Everyone became drunk with wine, except Alison. “John was crying and ranting about how he had to give up women for God.” Alison recall, “and Eugene became totally disgusted with the whole scene.”
Then something unexpected happened. Eugene stood up and began shouting at John. “There is no God!” he bellowed. “Your God is a fable! If there was a God, He wouldn’t torment his followers. You believe that God is having fun sticking pins in people. Such a God does not exist!”
In his drunken rage, Eugene proceeded to pour win over John’s head, saying, “I’m John the Baptist!” Then, raising a fist to heaven from the top of the mountain, he cursed God and dared Him to damn him to hell. “See! Nothing happened,” he cried, looking at the distraught Alison with wild eyes. The others took this as some kind of joke, but Alison could see in it Eugene’s horrible struggle with God. In his despair, it seemed worth being damned forever by God’s wrath, if only he could empirically know that God existed – rather than remain in a stagnant state of indifference. If God did damn him to hell, at least then he would, for that blissfull instant, feel God’s touch and know for sure that He was reachable.”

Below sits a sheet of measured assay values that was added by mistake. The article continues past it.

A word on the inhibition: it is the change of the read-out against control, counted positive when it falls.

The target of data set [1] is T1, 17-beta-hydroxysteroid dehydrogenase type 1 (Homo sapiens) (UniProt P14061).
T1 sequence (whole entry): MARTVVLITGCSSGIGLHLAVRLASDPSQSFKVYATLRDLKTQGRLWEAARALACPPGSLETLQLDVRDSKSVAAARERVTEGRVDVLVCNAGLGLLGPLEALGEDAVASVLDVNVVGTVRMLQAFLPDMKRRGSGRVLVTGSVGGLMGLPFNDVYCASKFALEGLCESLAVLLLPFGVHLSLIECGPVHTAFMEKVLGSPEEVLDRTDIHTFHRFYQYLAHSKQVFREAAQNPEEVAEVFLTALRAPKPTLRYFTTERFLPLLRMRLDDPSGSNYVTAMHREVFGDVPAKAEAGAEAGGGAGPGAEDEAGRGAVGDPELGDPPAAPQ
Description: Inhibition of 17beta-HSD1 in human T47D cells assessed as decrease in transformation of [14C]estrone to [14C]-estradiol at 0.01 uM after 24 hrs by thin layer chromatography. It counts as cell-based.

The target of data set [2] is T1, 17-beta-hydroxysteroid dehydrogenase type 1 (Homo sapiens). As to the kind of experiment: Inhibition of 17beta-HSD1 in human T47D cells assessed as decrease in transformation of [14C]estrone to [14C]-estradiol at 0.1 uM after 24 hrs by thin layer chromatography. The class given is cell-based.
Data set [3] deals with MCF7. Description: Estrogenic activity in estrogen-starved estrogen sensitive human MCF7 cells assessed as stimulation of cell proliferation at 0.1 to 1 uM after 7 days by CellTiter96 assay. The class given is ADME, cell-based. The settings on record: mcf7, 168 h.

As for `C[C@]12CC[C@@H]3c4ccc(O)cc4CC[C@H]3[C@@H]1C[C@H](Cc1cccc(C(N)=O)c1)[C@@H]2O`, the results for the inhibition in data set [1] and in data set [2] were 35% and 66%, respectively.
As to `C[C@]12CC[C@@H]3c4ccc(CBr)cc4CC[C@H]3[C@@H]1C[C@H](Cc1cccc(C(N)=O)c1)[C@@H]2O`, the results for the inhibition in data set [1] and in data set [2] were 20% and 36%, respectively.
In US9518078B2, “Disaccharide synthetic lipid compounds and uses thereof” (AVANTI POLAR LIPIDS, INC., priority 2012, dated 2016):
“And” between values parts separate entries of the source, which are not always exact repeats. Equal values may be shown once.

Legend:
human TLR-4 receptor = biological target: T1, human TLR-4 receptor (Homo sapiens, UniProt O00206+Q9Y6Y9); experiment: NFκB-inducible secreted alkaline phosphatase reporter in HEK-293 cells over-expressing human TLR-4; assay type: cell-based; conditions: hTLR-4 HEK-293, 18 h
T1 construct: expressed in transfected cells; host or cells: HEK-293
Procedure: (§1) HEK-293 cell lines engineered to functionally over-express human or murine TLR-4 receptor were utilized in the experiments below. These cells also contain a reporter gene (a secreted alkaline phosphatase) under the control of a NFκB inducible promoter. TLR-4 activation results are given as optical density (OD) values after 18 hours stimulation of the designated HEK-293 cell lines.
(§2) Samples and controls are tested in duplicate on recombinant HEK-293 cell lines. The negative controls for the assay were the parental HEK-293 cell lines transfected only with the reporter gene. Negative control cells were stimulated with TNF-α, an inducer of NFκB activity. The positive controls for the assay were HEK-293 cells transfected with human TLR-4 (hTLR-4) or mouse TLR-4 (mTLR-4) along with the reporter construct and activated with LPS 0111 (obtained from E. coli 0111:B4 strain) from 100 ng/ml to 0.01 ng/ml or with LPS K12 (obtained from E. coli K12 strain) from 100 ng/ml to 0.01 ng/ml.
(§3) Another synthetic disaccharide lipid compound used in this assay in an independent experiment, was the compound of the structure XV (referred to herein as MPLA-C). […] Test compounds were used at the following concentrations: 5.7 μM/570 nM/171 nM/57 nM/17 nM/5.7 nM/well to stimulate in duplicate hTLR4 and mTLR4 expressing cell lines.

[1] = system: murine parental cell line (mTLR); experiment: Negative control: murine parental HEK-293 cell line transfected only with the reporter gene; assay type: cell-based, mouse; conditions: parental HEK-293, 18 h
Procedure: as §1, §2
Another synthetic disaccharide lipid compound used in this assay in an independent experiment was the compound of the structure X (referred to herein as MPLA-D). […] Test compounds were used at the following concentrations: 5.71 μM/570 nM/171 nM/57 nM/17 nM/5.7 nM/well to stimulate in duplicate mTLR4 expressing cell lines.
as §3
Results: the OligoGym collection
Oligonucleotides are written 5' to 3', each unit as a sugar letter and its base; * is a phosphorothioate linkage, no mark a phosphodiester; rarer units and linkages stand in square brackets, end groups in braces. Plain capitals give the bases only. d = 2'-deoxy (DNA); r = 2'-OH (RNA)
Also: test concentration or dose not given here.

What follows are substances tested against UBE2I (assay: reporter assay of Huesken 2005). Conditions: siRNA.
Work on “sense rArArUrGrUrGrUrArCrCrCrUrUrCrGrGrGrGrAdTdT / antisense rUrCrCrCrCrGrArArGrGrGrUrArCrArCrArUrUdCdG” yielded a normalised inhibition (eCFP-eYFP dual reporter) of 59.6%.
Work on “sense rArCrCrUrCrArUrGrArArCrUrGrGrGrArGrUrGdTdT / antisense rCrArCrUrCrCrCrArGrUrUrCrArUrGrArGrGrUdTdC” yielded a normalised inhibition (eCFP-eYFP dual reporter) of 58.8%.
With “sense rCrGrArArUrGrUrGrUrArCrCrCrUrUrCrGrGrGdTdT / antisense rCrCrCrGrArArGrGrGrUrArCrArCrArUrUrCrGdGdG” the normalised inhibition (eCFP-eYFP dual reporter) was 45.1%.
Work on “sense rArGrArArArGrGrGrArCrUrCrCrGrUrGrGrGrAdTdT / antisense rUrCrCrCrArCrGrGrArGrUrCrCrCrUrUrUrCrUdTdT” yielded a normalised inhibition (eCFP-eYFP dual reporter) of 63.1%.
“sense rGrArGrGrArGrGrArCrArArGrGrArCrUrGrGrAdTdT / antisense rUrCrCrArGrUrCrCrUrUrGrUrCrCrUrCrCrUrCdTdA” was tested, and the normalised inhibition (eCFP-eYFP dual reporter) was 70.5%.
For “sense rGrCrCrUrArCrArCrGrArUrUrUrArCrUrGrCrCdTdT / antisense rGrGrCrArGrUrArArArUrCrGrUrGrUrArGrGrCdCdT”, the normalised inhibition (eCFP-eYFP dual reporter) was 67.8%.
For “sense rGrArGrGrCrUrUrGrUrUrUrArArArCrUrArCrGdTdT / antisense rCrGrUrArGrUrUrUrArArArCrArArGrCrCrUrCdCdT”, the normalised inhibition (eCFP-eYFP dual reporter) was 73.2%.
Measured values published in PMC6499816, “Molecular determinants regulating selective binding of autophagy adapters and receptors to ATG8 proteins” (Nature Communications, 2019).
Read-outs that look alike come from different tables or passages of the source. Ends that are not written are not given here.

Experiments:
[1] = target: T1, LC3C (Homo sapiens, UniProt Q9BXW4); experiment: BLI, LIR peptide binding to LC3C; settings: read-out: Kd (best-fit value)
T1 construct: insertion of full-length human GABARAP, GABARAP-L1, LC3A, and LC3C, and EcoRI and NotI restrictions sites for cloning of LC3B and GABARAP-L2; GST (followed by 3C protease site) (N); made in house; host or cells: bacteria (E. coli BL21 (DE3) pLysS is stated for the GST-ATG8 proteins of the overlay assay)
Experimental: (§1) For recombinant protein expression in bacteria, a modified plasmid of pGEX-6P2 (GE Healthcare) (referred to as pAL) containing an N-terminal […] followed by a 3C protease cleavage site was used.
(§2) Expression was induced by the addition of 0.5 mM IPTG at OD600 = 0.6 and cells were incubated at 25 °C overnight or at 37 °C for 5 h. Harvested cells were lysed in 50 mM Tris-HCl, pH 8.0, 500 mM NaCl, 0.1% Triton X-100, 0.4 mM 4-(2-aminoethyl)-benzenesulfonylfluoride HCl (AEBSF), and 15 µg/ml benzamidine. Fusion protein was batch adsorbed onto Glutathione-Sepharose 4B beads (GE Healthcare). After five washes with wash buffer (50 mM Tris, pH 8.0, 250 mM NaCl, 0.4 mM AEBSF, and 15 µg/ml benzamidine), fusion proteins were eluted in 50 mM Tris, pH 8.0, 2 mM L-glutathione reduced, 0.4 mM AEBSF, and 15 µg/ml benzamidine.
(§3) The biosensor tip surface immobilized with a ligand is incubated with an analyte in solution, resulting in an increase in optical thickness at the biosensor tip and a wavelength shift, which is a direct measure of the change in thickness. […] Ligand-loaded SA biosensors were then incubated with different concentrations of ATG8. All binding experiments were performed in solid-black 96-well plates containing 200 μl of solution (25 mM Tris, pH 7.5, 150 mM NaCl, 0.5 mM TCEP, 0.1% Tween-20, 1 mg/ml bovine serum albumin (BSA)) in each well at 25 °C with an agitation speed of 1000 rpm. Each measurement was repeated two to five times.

In this excerpt, we see Eugene’s (Father Seraphim) passion to find God through his struggle with Him. He is so desperate to feel God that he doesn’t care if he damns him to hell forever, he just wants to feel his touch. Most of us would think that, this is no way to find God, but that is the same passion that later made God reveal himself to Eugene. As Alison once quoted, “God often isolates those whom He chooses, so that we have nowhere to turn except to Him, and then He reveals Himself to us.” Let the same passion that filled Eugene’s heart, fill our hearts too.
– Father Seraphim Rose His life and Works.